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Lack of ‘Plan B’ Puts Zimbabwe Staple Maize Crop at Risk as War Rages

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By Bloomberg news

RUSSIA’S invasion of Ukraine is putting food security in an African nation 7,000 miles to the south at risk, another demonstration of how disruptive the conflict is to the world economy.

Russia, which is being subjected to sanctions by countries from the U.S. to Japan, is trying to halt exports of fertilizer by its producers and the war has largely closed trade out of the Black Sea region, used by other producers.

Zimbabwe imports about a quarter of a million tons of nitrate fertilizer from Russia annually and while there is enough in stock to allow the growing of wheat this southern hemisphere winter there is likely to be little left for maize, the country’s staple food, when summer planting starts. If sourced from elsewhere, fertilizer prices are likely to surge.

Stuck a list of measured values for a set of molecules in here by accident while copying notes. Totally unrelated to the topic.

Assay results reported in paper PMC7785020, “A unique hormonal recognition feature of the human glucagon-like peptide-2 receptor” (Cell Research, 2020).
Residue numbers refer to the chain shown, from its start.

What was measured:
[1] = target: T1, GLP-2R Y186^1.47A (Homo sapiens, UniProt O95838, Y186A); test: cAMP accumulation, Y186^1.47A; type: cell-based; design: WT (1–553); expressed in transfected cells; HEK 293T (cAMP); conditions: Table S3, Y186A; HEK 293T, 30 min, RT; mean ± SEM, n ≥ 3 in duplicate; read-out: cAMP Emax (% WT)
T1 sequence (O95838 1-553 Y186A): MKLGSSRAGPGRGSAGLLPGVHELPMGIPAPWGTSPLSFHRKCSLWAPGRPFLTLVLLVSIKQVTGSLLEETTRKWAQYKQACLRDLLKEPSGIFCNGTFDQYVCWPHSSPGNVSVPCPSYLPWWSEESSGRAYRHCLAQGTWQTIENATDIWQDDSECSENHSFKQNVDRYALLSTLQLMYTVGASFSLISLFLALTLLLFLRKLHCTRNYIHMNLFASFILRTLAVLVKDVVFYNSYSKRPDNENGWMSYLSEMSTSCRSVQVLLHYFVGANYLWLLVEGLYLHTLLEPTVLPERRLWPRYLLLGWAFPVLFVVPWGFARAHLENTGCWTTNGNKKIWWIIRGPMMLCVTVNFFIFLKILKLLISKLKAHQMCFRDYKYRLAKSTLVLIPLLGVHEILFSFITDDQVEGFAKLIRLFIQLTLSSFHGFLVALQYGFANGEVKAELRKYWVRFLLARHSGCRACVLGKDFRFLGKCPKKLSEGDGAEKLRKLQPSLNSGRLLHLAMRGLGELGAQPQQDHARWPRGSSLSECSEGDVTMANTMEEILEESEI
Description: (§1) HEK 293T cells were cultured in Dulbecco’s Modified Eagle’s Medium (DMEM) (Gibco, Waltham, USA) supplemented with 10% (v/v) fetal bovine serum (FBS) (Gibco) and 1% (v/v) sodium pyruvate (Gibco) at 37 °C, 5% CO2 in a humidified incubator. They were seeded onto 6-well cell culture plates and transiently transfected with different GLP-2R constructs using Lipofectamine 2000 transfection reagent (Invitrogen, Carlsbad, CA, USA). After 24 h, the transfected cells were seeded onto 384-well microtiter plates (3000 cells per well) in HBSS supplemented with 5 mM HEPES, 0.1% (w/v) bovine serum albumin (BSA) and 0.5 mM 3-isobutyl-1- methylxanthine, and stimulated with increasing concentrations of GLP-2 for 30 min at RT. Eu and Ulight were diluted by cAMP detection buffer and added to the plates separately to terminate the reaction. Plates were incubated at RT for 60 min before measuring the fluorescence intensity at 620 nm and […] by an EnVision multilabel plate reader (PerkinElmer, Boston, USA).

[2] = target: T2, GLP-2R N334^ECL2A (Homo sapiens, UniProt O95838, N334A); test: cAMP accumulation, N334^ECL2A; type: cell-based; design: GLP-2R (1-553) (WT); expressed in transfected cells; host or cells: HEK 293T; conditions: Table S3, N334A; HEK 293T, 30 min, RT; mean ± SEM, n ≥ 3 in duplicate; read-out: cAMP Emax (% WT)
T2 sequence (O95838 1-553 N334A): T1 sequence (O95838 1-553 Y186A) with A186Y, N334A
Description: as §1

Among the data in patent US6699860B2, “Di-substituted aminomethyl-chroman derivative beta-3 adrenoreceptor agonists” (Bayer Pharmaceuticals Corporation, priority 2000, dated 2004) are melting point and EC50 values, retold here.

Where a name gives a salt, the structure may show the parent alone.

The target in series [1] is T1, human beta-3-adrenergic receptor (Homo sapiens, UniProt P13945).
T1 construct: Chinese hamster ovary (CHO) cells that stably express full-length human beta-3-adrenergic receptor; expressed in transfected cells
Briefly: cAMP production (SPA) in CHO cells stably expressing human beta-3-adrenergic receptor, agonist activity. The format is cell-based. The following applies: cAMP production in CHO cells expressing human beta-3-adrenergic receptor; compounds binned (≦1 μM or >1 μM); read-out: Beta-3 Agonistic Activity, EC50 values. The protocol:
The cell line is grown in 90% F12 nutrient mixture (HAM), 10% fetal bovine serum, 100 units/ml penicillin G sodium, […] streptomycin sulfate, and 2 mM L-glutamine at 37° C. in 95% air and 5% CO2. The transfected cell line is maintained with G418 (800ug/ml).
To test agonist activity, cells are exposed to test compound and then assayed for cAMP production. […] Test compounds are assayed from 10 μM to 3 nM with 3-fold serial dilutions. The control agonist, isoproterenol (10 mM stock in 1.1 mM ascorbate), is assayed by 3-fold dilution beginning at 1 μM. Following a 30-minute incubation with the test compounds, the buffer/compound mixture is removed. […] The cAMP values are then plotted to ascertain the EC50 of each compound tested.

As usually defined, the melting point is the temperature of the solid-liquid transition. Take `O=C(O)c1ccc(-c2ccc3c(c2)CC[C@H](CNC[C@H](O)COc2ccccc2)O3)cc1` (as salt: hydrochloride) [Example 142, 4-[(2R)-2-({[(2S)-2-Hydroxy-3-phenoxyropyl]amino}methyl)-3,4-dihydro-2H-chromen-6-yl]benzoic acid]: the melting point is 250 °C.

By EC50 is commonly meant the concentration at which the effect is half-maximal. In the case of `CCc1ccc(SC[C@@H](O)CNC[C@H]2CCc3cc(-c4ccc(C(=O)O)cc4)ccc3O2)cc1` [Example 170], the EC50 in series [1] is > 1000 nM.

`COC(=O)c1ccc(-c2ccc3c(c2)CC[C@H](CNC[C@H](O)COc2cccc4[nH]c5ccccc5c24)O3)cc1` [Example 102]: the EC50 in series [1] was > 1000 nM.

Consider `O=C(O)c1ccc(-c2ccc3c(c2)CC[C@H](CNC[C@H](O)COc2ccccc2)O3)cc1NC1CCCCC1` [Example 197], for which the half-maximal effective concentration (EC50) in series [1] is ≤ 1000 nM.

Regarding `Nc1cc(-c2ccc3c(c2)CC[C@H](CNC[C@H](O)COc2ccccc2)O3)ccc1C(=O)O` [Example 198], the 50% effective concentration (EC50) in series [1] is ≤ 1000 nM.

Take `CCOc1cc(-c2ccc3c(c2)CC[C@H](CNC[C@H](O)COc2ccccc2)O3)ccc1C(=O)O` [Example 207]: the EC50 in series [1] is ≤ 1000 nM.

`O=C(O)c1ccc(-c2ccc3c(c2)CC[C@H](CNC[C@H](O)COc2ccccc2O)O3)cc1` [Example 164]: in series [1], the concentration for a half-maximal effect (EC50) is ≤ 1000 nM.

“Zimbabwe’s exposure to the Russia and Ukraine conflict is that of nitrate,” said Graeme Barr, managing director of Nutrimaster Ltd., a company that imports fertilizer into Zimbabwe. “There is no plan B. Prices for nitrate are going to soar.”

While farmers of tobacco, also grown in summer but with higher profit margins, may be able to absorb price increases, maize farmers won’t, he said.

Even for wheat farmers costs are already surging with fertilizer prices having risen by 50%, Graeme Murdoch, depuity chairman of the National Wheat Contract Farming Committee, said in an interview.